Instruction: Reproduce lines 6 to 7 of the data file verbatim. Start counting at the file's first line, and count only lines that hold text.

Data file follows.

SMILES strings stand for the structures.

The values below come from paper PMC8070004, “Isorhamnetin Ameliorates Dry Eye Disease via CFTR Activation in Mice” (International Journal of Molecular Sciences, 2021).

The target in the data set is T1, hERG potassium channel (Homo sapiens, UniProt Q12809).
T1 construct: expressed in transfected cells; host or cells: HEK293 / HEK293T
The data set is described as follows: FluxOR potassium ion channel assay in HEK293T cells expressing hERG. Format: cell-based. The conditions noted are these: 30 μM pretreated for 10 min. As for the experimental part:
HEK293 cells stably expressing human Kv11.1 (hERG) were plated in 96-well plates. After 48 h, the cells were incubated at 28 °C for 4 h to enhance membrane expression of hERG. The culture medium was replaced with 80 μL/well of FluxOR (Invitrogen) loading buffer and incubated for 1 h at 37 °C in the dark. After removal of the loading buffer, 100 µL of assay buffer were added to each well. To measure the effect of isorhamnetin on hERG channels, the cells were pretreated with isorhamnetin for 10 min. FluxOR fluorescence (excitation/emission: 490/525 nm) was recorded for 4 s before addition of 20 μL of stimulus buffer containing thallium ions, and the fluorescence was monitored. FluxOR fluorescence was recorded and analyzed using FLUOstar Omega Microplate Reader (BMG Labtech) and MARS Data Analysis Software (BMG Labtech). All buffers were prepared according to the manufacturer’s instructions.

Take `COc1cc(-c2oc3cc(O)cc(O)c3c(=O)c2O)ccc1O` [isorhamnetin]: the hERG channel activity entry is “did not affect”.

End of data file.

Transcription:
HEK293 cells stably expressing human Kv11.1 (hERG) were plated in 96-well plates. After 48 h, the cells were incubated at 28 °C for 4 h to enhance membrane expression of hERG. The culture medium was replaced with 80 μL/well of FluxOR (Invitrogen) loading buffer and incubated for 1 h at 37 °C in the dark. After removal of the loading buffer, 100 µL of assay buffer were added to each well. To measure the effect of isorhamnetin on hERG channels, the cells were pretreated with isorhamnetin for 10 min. FluxOR fluorescence (excitation/emission: 490/525 nm) was recorded for 4 s before addition of 20 μL of stimulus buffer containing thallium ions, and the fluorescence was monitored. FluxOR fluorescence was recorded and analyzed using FLUOstar Omega Microplate Reader (BMG Labtech) and MARS Data Analysis Software (BMG Labtech). All buffers were prepared according to the manufacturer’s instructions.

Take `COc1cc(-c2oc3cc(O)cc(O)c3c(=O)c2O)ccc1O` [isorhamnetin]: the hERG channel activity entry is “did not affect”.